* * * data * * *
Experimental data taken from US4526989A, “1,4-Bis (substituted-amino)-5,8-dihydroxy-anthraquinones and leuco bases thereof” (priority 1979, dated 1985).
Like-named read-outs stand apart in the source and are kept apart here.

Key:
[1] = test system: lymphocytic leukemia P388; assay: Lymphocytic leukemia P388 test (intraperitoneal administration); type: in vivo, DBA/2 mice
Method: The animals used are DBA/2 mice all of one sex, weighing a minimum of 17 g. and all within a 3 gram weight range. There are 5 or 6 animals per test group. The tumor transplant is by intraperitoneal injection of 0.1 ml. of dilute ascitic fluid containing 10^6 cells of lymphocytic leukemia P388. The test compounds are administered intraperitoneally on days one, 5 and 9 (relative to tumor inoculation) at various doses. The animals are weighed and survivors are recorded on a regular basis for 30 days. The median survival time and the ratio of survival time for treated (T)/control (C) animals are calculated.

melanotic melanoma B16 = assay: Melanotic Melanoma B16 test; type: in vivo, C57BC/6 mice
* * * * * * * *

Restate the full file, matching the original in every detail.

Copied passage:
Experimental data taken from US4526989A, “1,4-Bis (substituted-amino)-5,8-dihydroxy-anthraquinones and leuco bases thereof” (priority 1979, dated 1985).
Like-named read-outs stand apart in the source and are kept apart here.

Key:
[1] = test system: lymphocytic leukemia P388; assay: Lymphocytic leukemia P388 test (intraperitoneal administration); type: in vivo, DBA/2 mice
Method: The animals used are DBA/2 mice all of one sex, weighing a minimum of 17 g. and all within a 3 gram weight range. There are 5 or 6 animals per test group. The tumor transplant is by intraperitoneal injection of 0.1 ml. of dilute ascitic fluid containing 10^6 cells of lymphocytic leukemia P388. The test compounds are administered intraperitoneally on days one, 5 and 9 (relative to tumor inoculation) at various doses. The animals are weighed and survivors are recorded on a regular basis for 30 days. The median survival time and the ratio of survival time for treated (T)/control (C) animals are calculated.

melanotic melanoma B16 = assay: Melanotic Melanoma B16 test; type: in vivo, C57BC/6 mice